Context: The AarogyaSetu app, developed by the National Informatics Centre (NIC) under the Ministry of Electronics & Information Technology (MEITY), has been launched for pan-India use. It is available in 11 languages and has crossed the 75 million mark of user downloads. Of late, it has raised privacy concerns amid executive overreach.
- While India is grappling with a grave public health crisis, it goes beyond doubt that the government should take charge of tackling the COVID-19 pandemic.
- And thus the extraordinary actions of the Central and federal governments to maintain a nationwide lockdown, to enforce norms of physical distancing and to restrict movement, have garnered popular support.
- However, the arguments like executive's powers are limitless even to the extent of suspending Fundamental Rights can seem appealing in these circumstances, but the overreach at executive’s end shouldn’t turn into a new normal.
- So it becomes critical to pay close attention to the matter of civil rights, to ensure that rights that are fragile at the best of times, and particularly vulnerable in a crisis doesn’t become inconspicuous in the long run.
How does it work?
What are the concerns?
2. Storage, Access to the data:
Though there is some light on where and how long the data will be retained, who will have access to it has been left vague. To quote the policy, “persons carrying out medical and administrative interventions necessary in relation to COVID-19” will have access to the data.
3. Technical loopholes:
The unique digital identity in AarogyaSetu is a static number, which increases the probability of identity breaches. A better approach would be constantly-changing digital identification keys like what Google and Apple deploy in their joint contact tracing technology.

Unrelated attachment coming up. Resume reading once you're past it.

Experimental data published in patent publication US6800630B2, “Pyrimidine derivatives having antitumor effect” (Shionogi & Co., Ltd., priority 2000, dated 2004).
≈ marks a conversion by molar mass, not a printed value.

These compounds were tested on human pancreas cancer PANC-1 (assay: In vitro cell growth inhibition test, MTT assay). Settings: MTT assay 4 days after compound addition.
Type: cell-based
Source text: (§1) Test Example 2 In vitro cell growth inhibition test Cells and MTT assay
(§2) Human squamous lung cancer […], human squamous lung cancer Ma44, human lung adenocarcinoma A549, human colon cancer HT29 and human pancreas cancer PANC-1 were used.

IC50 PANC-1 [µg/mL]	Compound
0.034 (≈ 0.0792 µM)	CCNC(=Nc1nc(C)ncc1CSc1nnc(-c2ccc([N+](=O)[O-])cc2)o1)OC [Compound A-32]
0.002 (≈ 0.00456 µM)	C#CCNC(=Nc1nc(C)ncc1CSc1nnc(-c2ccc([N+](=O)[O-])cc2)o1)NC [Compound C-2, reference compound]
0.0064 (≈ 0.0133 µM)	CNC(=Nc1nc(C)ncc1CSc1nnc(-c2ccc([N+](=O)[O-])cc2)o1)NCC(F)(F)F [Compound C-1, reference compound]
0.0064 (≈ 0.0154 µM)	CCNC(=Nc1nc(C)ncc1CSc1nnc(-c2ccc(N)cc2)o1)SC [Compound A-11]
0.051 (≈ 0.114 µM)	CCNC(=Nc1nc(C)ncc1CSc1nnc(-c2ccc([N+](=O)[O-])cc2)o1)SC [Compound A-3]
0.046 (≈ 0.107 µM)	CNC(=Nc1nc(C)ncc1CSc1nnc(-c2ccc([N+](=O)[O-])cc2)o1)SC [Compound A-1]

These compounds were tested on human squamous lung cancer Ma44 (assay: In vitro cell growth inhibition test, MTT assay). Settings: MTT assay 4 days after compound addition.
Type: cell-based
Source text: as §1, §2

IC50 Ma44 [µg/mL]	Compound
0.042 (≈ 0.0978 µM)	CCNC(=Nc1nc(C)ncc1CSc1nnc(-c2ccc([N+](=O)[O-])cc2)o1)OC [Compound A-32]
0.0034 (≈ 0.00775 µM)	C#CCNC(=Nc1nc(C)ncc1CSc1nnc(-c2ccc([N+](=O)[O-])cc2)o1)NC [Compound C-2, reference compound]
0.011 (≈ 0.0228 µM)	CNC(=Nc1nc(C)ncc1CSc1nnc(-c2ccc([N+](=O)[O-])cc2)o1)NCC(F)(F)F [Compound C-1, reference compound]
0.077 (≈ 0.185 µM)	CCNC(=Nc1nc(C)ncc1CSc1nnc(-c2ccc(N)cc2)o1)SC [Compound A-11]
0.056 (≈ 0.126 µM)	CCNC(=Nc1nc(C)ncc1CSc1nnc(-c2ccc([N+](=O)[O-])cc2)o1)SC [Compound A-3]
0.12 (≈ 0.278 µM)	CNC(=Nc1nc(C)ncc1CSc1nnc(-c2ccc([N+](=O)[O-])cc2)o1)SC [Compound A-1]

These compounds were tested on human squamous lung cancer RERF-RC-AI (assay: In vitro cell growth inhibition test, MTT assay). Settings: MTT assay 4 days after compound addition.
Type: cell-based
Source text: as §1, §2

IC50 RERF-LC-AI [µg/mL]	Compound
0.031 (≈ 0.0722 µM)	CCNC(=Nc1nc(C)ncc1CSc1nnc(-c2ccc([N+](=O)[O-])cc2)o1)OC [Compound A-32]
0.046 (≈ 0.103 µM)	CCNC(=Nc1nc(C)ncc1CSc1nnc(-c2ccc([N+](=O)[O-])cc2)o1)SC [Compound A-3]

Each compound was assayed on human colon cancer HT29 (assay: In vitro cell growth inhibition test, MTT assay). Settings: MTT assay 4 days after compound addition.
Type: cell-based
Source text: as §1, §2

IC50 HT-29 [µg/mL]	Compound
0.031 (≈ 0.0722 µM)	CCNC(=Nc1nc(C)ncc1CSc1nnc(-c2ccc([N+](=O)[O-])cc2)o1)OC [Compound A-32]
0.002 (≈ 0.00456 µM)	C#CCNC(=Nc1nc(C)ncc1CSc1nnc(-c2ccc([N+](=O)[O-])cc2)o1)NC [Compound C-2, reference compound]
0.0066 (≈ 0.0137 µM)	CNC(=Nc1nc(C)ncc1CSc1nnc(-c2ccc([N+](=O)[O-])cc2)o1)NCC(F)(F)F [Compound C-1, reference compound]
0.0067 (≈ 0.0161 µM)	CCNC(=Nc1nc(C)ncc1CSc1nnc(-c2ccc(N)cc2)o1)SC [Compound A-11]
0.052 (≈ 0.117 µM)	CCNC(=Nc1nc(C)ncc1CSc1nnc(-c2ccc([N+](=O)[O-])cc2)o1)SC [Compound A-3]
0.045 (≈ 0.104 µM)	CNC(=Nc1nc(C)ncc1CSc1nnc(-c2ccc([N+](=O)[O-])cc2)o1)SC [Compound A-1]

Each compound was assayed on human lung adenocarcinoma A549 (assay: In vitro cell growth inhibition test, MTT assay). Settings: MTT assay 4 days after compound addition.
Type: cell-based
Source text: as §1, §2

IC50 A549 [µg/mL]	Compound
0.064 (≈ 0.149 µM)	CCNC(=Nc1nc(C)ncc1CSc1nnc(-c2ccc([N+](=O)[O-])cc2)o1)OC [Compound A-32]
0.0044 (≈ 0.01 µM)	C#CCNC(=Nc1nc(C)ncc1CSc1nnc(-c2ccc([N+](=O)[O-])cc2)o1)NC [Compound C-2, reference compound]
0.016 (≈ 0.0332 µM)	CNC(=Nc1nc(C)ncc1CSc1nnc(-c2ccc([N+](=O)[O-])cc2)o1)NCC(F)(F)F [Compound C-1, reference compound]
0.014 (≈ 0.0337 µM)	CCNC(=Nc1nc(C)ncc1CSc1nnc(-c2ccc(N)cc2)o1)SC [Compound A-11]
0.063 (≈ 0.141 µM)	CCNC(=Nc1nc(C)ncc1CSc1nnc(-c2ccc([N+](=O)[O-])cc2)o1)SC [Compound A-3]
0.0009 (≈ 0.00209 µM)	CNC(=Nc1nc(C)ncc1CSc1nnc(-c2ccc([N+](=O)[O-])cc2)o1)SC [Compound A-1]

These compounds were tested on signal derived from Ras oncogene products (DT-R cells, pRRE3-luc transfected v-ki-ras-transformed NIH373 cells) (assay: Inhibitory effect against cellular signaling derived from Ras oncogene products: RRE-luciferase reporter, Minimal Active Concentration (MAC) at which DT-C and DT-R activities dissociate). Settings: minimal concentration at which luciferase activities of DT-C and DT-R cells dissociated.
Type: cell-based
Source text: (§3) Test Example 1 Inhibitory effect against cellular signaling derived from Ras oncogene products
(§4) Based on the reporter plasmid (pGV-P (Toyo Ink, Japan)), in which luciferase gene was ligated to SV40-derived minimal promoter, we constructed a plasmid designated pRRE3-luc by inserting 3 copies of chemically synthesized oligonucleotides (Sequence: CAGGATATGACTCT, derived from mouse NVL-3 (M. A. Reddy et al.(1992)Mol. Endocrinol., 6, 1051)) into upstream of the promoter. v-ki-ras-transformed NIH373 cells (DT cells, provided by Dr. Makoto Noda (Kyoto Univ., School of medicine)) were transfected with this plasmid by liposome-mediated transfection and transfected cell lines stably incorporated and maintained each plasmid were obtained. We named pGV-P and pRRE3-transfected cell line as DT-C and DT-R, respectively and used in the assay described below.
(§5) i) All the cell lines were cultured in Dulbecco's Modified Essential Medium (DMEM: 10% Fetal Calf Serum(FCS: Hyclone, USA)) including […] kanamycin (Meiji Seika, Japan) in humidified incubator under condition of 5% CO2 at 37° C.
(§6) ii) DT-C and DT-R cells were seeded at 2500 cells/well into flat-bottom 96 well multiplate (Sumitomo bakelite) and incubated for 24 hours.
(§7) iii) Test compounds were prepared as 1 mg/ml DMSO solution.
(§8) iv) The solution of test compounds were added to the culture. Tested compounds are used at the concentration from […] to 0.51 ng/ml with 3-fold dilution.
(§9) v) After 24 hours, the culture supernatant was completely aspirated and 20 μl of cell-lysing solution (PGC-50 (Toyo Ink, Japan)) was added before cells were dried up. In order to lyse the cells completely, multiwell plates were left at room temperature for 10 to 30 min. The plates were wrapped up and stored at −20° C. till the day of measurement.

4. Data abundance:
AarogyaSetu uses both Bluetooth as well as GPS reference points, which could be seen as an overkill. Other apps such as TraceTogether make do with Bluetooth.
5. Black box:
The Internet Freedom Foundation and the Software Freedom Law Center have raised the concern that the AarogyaSetu app is something of a black box. There is no documentation publicly available on the app.
6. Aftermath concerns:
In creating a list of infected persons, State governments have used the Epidemic Diseases Act of 1897. But this law scarcely accords the state power to publicise this information. These lists have also generated substantial second-order harms.
The stigma attached to the disease has led to an increase in morbidity and mortality rates, since many with COVID-19 or flu-like symptoms have refused to go to hospitals.
Given that the right to privacy is not absolute, it can be legitimately curtailed. However, any such restriction, as the Court held in K.S. Puttaswamy v. Union of India (2017), must be tested against the requirements of:
- Legality (the restriction is sanctioned by legislation),
- Necessity(the restriction made is in pursuance of a legitimate state aim and there exists a rational relationship between the purpose and the restriction made) and
- The doctrine of proportionality (that the State has chosen the “least restrictive” measure available to achieve its objective.).
Inter arma silent leges, said Cicero: For among [times of] arms, the laws fall mute. But our fight against COVID-19 is not a war. Even if it were, our Constitution is intended for all times - for times of peace and for times of crises.
Image Source: The Hindu